By way of analogy, a sports car exemplifies human aspirations. To stay with this image, we should now repair to the garage, according to another concept that high-achiever Bubendorfer surprises us with: “The prerequisite for achievement is tranquility. Nothing is achieved if you’re stressed out, can’t sleep, and then spend hours on a road bike or race through the forest.” In particular, when he emphasizes the importance of being well rested, one senses the exclamation mark behind the assertion that a deep sleep must come first, and then movement: “A lower engine speed when you don’t need more sets the stage for a high engine speed when you do.”
For the motivator, more productive capacity means being able to fully tap into his or her potential. For the motivator’s clients, in particular, this means greater efficiency and viability. It not only sounds reasonable; it is almost too easy to put into practice. Thomas Bubendorfer, who gave his first speech to managers at the age of 21, is no stranger to skeptics. That’s why his seminars aren’t all about fine words, but rather about unforgiving values. The lactate test, familiar in top-class sports—in which the amount of salt in lactic acid is measured—is necessary in order to determine the ideal heart rate for the range of activity.
In addition, there is a kind of “burnout insurance,” which measures heart-rate variability. To be considered in good working order, the human “engine” must be agitated between pulses—which only seems paradoxical at first glance. Sports science charts can then be created, reading just like a balance sheet—a measurement of one’s own life.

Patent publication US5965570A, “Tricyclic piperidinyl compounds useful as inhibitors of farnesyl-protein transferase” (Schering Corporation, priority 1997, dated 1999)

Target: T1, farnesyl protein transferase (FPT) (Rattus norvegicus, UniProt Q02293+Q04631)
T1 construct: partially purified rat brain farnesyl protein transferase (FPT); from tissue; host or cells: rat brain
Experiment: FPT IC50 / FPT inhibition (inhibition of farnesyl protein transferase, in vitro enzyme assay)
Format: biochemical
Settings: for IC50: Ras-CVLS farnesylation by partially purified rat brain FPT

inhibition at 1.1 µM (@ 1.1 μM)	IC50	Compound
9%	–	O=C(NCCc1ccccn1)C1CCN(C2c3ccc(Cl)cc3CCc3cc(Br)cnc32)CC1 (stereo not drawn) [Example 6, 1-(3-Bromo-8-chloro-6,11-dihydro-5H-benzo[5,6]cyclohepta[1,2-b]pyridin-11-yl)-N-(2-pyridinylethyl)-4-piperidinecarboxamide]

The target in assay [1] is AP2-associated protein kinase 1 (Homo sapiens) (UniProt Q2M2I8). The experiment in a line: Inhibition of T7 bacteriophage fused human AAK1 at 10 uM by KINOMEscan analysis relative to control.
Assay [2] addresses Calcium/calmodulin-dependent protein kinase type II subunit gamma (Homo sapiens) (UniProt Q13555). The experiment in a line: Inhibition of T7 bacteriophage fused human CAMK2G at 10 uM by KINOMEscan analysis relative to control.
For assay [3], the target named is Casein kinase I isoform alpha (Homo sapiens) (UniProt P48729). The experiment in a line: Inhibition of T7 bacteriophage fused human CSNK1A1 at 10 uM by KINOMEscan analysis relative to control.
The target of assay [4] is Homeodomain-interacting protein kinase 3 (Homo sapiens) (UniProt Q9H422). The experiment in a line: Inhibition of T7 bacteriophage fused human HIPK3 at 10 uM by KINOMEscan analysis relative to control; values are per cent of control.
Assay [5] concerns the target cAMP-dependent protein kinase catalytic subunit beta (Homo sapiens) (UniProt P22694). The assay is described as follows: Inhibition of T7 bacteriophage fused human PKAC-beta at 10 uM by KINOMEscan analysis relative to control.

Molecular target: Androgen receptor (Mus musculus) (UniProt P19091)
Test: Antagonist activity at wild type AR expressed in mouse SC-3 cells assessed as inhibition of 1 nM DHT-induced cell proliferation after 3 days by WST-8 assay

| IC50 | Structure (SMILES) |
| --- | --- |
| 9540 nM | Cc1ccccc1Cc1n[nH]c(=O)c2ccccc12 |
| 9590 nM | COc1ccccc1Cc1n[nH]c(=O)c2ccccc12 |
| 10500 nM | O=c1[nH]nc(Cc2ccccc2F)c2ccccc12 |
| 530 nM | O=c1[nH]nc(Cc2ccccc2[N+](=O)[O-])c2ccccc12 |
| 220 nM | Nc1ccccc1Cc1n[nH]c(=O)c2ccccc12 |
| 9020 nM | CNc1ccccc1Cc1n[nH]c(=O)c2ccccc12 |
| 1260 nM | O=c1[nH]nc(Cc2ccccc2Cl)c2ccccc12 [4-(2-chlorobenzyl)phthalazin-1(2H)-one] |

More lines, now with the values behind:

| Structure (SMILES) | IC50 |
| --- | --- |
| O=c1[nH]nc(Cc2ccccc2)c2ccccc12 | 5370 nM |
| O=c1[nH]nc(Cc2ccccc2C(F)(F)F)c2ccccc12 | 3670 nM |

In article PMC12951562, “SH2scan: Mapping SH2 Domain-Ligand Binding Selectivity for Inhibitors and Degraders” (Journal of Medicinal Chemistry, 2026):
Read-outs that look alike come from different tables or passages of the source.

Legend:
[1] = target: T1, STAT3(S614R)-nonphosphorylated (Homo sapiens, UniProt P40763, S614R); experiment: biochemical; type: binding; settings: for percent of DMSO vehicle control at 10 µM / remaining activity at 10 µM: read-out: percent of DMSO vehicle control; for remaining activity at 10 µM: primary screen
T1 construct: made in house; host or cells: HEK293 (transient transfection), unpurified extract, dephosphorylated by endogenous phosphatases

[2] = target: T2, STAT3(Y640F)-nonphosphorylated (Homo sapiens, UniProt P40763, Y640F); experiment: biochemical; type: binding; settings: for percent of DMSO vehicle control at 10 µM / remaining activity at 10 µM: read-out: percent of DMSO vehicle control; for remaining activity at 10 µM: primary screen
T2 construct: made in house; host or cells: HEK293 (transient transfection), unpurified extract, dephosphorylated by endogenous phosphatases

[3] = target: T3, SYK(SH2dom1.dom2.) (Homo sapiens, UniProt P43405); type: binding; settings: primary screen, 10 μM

“You can only do the right thing if you are armed with the right knowledge,” says Bubendorfer. Intelligent performance is a kind of user guide for your own body. The only difference is that you won’t find it in the glove compartment, but within yourself. It only awaits your discovery.
A swift ascent to the top
Mountaineering spoke to Thomas Bubendorfer early on.
At the age of 16, Thomas Bubendorfer wrote a new chapter in mountaineering history as the youngest solo climber to master challenging rock faces. This achievement was followed by over one hundred solo climbs in the Austrian Alps. At 18, he conquered the extremely steep 2,950-foot-high northwest face of Mount Civetta in the Italian Dolomites on his own—the second person ever to do so. And he did it in just four hours. The first was Reinhold Messner, who achieved this feat in seven hours.
At 21, Thomas Bubendorfer brought his solo technique to the tallest, most challenging, and most dangerous steep slopes in the Alps: the north faces of the Matterhorn, Eiger, and Grandes Jorasses (Mont Blanc region). He climbed up some of these precipices twice as quickly as all of his predecessors had done with ropes. Many other spectacular solo achievements followed, including the 9,800-foot south face of the Aconcagua in the Andes, which Bubendorfer ascended in a single day, without a rope—the first person to do so. He has fallen only once: in 1988, during an advertising shoot. He survived the 66-foot fall into a creek bed, and recovered from the nine broken vertebrae and a broken ankle.
Despite the resulting 35 percent disability, Bubendorfer made his most difficult ascents following this accident. Over the past twelve years, he has climbed frozen waterfalls, made the first technically challenging ascents in the Himalayas, and specialized in extreme winter mountain climbing. He and various partners have made more than thirty first ascents of infamously difficult slopes in the Alps and in Tibet since the start of the new millenium. Bubendorfer mountain-climbs around 120 days every year.
By Elmar Brümmer
Photos by Günther Göberl, Lorenzo Belfrond for GRIVEL, Steffen Jahn